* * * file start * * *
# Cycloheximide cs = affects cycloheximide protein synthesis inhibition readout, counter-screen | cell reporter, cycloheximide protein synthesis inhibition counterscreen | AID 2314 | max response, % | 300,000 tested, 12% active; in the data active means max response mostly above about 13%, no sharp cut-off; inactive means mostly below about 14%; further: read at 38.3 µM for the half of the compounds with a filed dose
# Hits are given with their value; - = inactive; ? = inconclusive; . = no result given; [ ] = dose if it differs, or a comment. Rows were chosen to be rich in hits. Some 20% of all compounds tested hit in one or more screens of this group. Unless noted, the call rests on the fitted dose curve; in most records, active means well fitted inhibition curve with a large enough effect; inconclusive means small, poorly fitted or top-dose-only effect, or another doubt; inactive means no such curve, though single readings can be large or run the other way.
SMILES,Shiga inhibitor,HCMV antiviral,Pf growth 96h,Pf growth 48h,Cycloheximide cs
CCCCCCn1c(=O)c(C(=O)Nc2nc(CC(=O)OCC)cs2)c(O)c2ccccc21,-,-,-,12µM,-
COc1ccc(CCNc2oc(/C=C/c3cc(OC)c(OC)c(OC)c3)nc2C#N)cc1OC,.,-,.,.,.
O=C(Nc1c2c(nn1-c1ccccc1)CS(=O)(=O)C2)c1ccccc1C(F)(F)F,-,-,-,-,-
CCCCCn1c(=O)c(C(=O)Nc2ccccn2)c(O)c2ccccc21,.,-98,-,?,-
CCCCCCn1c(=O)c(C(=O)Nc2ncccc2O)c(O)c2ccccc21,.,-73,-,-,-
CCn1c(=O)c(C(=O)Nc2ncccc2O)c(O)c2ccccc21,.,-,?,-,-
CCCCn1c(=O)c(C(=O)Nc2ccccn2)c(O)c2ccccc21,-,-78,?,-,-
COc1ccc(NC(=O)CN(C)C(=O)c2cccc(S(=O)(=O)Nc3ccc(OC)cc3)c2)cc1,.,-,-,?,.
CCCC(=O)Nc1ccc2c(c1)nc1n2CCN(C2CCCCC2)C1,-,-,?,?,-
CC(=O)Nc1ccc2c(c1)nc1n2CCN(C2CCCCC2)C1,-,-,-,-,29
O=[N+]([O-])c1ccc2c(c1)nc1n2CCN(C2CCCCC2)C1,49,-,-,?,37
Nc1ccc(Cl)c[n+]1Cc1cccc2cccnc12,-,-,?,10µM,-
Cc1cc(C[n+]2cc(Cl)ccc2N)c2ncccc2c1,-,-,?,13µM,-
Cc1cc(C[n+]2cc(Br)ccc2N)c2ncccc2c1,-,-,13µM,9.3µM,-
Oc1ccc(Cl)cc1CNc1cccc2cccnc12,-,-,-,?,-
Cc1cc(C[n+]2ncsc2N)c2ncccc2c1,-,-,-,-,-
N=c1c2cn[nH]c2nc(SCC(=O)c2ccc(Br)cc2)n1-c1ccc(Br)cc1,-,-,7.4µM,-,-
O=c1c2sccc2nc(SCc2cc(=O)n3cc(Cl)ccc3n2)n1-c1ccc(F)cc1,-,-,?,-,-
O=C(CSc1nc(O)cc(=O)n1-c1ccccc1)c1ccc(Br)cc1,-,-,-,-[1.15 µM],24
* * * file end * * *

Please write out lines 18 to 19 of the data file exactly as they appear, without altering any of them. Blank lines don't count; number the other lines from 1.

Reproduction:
Oc1ccc(Cl)cc1CNc1cccc2cccnc12,-,-,-,?,-
Cc1cc(C[n+]2ncsc2N)c2ncccc2c1,-,-,-,-,-